'Meeting the British' by Paul Muldoon
We used to take the kids swimming on a Saturday morning. During the respite of the car ride home, I'd sneak a look at the Review section of the Guardian, in particular the Saturday poem. I got so caught up in this one that the last line made me jump.
Day 5: A poem that reminds you of someone
Stanza 72 of Edward FitzGerald’s translation of the Rubáiyát of Omar Khayyám (1st ed)
My primary school headteacher, Mr Harris – Sir to his face, Pop behind his back. A bit growly, but dedicated to the education of his working class pupils. He wrote the first two lines of this stanza in my autograph book when I was 11. Even then I felt its regret.
'Alas, that Spring should vanish with the Rose!
That Youth's sweet-scented Manuscript should close!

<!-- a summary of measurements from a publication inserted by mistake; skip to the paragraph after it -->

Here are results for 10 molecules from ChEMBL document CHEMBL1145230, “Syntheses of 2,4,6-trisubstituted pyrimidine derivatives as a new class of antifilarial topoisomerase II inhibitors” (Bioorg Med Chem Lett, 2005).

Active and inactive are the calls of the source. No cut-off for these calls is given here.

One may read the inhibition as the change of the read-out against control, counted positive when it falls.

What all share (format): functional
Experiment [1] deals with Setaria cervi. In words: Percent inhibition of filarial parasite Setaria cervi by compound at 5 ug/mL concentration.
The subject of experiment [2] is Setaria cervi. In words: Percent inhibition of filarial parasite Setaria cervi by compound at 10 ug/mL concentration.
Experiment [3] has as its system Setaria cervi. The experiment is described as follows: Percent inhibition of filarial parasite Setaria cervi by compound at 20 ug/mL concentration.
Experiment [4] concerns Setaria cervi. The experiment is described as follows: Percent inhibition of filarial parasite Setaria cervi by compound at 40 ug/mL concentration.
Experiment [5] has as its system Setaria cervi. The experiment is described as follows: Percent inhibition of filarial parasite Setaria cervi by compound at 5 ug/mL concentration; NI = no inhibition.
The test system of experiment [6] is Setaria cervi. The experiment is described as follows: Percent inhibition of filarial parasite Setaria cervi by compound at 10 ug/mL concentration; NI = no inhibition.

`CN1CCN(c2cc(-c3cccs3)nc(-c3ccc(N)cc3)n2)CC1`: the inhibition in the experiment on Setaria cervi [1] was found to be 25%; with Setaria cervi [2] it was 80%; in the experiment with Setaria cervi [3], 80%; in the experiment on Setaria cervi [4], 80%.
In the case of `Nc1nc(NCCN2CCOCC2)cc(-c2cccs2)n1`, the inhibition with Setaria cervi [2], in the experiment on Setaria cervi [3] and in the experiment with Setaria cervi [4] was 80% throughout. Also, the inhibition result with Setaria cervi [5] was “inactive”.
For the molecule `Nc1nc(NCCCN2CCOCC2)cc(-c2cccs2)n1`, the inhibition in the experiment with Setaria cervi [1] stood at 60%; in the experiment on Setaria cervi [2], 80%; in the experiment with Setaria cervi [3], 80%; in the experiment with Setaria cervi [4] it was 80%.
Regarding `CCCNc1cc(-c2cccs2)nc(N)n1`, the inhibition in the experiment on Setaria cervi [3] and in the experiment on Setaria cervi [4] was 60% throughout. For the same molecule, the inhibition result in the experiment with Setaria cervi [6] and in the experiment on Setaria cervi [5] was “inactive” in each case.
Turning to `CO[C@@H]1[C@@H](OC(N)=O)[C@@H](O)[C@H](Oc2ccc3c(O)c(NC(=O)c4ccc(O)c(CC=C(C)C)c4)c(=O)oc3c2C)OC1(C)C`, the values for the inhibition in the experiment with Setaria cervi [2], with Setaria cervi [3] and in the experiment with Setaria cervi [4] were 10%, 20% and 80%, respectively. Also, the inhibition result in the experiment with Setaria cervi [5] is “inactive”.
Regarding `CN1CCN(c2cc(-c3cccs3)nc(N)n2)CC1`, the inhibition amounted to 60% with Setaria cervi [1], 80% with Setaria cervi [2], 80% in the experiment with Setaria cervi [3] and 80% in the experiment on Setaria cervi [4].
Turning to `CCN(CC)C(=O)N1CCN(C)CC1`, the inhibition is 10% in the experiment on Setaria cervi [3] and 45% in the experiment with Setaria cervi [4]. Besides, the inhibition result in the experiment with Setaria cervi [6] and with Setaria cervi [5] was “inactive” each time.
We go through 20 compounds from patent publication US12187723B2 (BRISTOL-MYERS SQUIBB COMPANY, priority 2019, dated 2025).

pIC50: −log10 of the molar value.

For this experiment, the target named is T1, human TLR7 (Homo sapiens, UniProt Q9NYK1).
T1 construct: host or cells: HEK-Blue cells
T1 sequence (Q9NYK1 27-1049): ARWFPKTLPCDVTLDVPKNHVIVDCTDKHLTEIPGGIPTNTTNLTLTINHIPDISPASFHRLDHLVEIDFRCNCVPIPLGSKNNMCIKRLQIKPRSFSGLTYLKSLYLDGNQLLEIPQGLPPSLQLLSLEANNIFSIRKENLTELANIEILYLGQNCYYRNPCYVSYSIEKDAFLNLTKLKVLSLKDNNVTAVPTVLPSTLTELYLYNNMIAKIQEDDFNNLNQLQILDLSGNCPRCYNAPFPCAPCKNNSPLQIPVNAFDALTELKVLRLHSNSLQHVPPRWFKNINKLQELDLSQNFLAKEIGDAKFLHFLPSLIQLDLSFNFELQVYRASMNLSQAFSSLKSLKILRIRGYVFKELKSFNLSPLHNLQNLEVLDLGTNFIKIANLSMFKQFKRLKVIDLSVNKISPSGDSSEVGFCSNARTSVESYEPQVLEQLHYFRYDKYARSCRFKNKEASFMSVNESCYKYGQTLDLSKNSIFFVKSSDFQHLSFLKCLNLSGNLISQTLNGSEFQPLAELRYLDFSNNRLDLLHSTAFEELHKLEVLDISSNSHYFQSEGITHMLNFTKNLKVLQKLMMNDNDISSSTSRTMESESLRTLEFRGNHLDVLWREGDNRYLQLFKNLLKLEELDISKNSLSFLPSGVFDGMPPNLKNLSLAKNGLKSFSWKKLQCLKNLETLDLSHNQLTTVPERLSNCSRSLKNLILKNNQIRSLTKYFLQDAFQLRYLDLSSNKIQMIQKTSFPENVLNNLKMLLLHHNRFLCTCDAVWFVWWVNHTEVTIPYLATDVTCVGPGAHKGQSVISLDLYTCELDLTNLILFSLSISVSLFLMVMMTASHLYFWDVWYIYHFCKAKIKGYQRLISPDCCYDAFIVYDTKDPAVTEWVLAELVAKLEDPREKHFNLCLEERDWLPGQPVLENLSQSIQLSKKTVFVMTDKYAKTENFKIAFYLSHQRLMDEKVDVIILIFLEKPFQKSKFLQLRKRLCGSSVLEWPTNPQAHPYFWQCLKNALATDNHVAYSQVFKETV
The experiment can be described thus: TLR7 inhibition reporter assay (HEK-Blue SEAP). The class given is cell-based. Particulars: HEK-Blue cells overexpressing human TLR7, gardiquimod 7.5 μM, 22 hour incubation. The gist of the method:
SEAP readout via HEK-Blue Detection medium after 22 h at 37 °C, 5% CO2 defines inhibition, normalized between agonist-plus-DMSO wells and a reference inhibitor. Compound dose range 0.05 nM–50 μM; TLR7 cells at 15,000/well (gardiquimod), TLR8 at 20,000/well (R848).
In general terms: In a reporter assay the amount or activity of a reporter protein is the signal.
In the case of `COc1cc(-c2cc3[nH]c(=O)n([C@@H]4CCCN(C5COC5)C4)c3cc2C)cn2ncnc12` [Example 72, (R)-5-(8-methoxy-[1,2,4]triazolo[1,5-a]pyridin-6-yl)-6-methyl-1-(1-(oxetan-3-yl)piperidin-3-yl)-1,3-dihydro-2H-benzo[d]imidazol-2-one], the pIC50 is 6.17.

The Nightingale that in the Branches sang,
Ah, whence, and whither flown again, who knows!'
Here with illustration by Dulac
Day 6: A poem that reminds you of somewhere
Years of childhood church-going grained me with the language and cadences of the bible and those wonderful, mystical hymns I was permitted to stand on the pew to sing. How I loved their chariots of wrath and dark paths on the wings of the storm! Perhaps the greatest feast for my four-year-old imagination was John Bunyan's 'Who Would True Valour See' - the unsanitised version, of course, here sung in hey nonny nonny, two-sheets-to-the-wind fashion by Maddy Prior.